Tech Snippet #04: What’s The Difference Between a Megabit And a Megabyte?

Published on November 6, 2020

First of All, Whats a Bit?

A bit is the smallest piece of information you can have. It has two states that can be thought of as ON and OFF, UP and DOWN, LEFT or RIGHT, A or B, IN or OUT, TRUE or FALSE, etc. It doesn’t matter what you call them. As long as you have one thing that can be in at least two different states, then you’ve got a bit.

An analogy:

For example, a full glass of water could be ‘ON’ and an empty glass of water could be ‘OFF’. Or we could reverse it. We could define ‘ON’ as an empty glass of water and ‘OFF’ as a full one. We can take it a step further and say, ‘An empty glass of water means the trash needs to go out and a full glass of water means the trash has already been taken care of.’

It’s that simple. The thing is, we can’t very well go communicating by glasses of water. It’s not very efficient. Instead, we use electronics that are super tiny and can change their states far faster than water can get into or out of a glass.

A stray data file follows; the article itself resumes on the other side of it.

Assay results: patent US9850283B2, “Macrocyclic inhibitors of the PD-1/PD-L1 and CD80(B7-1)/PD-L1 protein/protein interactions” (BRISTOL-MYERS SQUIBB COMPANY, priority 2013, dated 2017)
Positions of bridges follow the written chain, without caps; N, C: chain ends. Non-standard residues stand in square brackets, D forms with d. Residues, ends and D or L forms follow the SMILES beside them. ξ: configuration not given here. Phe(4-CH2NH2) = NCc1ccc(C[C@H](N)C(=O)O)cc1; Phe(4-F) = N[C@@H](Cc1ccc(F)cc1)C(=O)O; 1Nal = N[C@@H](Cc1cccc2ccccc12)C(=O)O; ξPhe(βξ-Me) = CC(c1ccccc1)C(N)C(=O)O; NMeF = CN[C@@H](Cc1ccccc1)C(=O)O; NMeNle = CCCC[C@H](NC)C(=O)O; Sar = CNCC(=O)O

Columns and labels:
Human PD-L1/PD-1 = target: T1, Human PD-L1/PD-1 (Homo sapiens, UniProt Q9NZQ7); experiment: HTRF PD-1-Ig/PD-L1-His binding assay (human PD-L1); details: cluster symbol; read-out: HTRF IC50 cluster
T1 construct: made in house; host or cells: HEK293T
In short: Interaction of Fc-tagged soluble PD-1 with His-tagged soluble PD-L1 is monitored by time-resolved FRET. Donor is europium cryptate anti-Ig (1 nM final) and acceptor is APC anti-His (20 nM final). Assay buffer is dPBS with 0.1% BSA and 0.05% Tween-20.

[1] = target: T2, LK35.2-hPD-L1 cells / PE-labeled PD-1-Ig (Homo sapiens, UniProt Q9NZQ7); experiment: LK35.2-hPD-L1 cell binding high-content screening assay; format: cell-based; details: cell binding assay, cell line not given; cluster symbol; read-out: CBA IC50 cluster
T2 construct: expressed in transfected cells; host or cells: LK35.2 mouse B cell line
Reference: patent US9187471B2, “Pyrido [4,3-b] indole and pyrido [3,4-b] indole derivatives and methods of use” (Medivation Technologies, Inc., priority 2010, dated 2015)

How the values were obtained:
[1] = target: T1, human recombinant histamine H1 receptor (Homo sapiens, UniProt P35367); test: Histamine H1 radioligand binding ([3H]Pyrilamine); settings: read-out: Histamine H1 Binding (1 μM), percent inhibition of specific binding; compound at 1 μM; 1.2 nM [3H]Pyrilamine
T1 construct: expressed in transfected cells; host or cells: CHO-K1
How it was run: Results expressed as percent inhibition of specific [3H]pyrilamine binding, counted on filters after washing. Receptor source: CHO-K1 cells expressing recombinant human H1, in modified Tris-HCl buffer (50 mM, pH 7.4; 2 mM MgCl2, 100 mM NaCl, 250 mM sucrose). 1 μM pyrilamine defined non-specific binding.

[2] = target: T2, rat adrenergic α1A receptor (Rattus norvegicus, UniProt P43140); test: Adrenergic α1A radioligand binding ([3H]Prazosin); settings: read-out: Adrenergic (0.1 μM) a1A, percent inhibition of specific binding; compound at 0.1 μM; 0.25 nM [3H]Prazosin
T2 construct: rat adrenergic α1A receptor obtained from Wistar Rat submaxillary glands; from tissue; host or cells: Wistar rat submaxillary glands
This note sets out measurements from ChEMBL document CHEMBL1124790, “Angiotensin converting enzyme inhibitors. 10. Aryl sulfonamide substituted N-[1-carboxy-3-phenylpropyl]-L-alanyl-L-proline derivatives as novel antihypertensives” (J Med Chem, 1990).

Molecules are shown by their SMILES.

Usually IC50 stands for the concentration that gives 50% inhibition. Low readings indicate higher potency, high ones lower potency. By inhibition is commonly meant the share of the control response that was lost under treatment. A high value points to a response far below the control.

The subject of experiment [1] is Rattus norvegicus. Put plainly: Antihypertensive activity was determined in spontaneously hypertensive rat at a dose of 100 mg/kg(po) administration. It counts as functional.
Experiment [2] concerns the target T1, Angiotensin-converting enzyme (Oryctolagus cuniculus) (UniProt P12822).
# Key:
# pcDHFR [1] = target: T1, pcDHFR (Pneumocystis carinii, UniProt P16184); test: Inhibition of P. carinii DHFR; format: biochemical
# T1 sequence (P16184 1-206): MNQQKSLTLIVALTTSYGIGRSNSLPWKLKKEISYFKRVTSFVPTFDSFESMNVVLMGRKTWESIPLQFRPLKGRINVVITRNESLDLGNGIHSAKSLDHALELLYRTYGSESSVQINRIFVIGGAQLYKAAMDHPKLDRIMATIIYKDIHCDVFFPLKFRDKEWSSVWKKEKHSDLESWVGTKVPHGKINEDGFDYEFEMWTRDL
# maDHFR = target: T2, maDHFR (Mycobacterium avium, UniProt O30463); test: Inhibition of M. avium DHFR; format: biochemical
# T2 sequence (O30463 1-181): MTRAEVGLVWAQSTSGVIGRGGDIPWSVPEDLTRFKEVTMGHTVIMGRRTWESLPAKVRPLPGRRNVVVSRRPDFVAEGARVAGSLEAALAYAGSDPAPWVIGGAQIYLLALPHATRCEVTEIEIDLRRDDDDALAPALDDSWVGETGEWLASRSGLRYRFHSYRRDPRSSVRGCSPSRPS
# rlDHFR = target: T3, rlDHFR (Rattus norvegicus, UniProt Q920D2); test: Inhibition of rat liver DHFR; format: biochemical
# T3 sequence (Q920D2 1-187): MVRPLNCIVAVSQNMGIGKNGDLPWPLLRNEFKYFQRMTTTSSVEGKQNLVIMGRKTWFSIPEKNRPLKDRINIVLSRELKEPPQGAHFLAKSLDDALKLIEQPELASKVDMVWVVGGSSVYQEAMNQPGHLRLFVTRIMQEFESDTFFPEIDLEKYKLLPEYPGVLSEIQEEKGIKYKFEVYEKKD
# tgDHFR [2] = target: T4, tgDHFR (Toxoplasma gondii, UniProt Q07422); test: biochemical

Okay, Get to The Point, Tho.

Ok, sorry about going on a tangent like that. But, in my defense, I think the analogy is critical. Js.

A single piece of data is a bit, and 8 of those pieces all put together is called a byte.

So, when you have a million pieces of information, you have a megabit. When you have a million sets of 8 pieces of information, you have a megabyte. So, to convert one to the other, just divide or multiply by 8, depending on which one you are starting with.

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